The Prisoner of Second Avenueis a dark comedy written by Neil Simon - it first premiered as a play in 1971 and was released in 1975 as a movie, starring Jack Lemmon and Anne Bancroft.Galleon Theatre Group's production ofThe Prisoner of Second Avenueruns from 24 October 2019 until 2 November 2019. Directed by Kym Clayton, authenticity abounds and can be attributed to each character's Upper East Side dialect, mannerisms, hair style and costume. Sound effects also play a starring roll - Sean Smith has masterfully created realistic sound effects which further enhance the performance and set, such as sounds of bumper to bumper traffic below (complete with the honking horns of impatient drivers), barking of neighbourhood dogs and disgruntled neighbours banging on walls.
PRISONER OF SECOND AVENUE opens NEXT WEEK !!!! Come along and share in the heartache and laughs of life in 1970's new York !
The Prisoner of Second Avenue is set in the Upper East Side 14th floor apartment of Mel Edison (Andrew Clark) and Edna Edison (Sharon Malujlo). Mel is spiraling into severe anxiety and depression as he battles to hang onto his job which is under threat due to the financial crisis/recession of the 1970s. Mel and Edna's neighbours only add to Mel's stress - his immediate neighbours are air stewardesses who party hard on their days off and the upstairs neighbour is not much better. Things don't get any better as Mel advises Edna he was made redundant some weeks ago and has been wiling away his days at the park, until it's time to go home.
Close to being broke, Mel is hospitalised due to a nervous breakdown and Edna works on a plan to get their lives and finances back on track. This plan involves Mel's siblings: eldest brother Harry (Harry Dewar) and sisters, Pearl (Ashleigh Merriel), Pauline (Anita Canala) and Jessie (Leanne Robinson).
Edna's plan is to relocate Mel and herself to a summer camp and to do this, she requires $25,000 as a down payment. Mel's siblings do not support her plan (especially Pauline) and make their opposition clearly evident to Edna. A family meeting is held (without) Edna and Mel's siblings determine the $25,000 would be better off spent on Mel's medical treatment.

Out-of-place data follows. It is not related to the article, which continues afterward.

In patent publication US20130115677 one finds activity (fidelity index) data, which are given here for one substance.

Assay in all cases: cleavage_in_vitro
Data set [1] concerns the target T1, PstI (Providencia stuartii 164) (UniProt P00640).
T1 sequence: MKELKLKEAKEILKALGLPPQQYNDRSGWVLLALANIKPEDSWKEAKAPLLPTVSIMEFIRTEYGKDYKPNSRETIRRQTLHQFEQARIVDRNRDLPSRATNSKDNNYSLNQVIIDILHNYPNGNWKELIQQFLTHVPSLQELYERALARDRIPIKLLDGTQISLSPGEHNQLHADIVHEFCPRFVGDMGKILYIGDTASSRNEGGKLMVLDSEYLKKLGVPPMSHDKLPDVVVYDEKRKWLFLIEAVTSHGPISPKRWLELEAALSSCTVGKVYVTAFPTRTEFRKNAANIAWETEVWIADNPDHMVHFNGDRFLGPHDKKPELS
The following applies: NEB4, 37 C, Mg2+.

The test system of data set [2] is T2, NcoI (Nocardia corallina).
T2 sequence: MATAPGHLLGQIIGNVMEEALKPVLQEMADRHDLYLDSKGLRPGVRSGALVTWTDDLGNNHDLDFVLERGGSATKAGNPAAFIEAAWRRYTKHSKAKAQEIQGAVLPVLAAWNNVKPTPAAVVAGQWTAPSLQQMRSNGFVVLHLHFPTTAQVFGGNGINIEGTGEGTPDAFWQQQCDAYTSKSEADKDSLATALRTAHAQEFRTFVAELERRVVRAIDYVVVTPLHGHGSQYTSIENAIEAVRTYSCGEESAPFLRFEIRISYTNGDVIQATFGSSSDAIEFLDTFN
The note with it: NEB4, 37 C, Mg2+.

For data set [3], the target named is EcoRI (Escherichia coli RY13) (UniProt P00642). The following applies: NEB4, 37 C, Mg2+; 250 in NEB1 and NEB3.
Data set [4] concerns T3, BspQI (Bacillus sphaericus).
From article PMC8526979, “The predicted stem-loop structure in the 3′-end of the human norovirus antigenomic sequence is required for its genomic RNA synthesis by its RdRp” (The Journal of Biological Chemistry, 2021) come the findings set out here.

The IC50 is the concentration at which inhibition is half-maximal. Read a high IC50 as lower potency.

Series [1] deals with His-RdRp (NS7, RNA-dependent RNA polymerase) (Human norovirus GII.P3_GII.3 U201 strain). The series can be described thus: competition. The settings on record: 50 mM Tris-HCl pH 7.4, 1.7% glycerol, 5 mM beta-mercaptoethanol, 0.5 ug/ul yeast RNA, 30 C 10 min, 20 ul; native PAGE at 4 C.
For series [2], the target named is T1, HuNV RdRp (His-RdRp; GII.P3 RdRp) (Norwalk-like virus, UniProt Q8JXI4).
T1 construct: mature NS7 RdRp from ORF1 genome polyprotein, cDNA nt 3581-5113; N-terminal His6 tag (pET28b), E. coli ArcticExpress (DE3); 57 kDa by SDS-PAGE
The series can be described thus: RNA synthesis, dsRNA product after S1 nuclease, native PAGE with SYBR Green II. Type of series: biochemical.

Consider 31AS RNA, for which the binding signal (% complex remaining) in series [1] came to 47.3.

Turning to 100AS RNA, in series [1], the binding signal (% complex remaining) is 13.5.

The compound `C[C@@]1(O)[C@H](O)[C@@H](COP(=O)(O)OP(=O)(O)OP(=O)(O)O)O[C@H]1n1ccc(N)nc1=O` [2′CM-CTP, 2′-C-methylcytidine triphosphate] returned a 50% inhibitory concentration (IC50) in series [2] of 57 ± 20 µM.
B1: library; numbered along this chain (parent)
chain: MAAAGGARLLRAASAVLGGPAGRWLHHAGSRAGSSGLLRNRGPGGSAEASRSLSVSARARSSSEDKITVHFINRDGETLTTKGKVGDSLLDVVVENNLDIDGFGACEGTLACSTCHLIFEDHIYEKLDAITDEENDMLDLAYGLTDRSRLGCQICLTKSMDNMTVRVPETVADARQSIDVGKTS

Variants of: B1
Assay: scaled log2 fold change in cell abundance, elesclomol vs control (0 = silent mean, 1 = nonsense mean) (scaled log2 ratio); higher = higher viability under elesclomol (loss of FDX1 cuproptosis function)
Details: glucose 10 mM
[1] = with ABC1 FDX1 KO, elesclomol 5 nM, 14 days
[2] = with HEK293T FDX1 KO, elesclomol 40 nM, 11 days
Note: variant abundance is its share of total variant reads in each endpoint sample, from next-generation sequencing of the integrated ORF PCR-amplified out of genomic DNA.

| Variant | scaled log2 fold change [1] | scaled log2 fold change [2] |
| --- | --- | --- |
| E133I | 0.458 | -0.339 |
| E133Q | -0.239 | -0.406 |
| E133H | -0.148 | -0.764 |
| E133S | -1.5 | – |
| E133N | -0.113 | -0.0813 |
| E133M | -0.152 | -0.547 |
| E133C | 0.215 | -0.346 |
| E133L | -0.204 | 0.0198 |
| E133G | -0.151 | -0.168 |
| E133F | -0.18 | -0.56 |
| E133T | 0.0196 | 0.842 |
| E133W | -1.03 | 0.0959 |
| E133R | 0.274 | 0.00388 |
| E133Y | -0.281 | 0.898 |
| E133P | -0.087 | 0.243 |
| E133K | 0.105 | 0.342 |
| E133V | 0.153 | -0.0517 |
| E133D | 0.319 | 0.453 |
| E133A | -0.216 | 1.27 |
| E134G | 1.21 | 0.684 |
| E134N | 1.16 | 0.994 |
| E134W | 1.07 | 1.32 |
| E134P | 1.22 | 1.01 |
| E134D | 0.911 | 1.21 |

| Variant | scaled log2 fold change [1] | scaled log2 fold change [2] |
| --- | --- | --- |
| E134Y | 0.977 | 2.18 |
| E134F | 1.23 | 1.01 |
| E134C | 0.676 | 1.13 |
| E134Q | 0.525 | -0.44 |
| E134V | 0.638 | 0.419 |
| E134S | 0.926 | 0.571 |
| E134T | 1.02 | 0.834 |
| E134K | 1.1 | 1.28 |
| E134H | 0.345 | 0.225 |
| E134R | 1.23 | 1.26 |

Act 2 sees Mel back from hospital and much more relaxed (but extremely bored) - pacing around, comparing his apartment to a prison (hence the title The Prisoner of Second Avenue).
The previously stoic and tolerant Edna arrives home for lunch before returning to work and finally loses it with Mel. Now they're both in a similar state and dependent on valium to get them through their days. Harry returns to Mel and Edna's home (without his sisters) and advises he will be donating the $25,000 to Mel and Edna so they can escape Second Avenue and purchase and live in the summer camp.
What I will say about Kym Clayton's choice of play is its dialogue and setting is still heartbreakingly relevant to this day - it is now very rare to find a person who does not have a family member/loved one affected by mental illness, job loss and financial stress. Watching the script unfold and with tables turned to Edna being the one suffering, brought these issues into painfully crystal clear focus.
Thank you to Director Kym Clayton and cast and crew of Galleon Theatre Group for delivering yet another thought-provoking and entertaining production.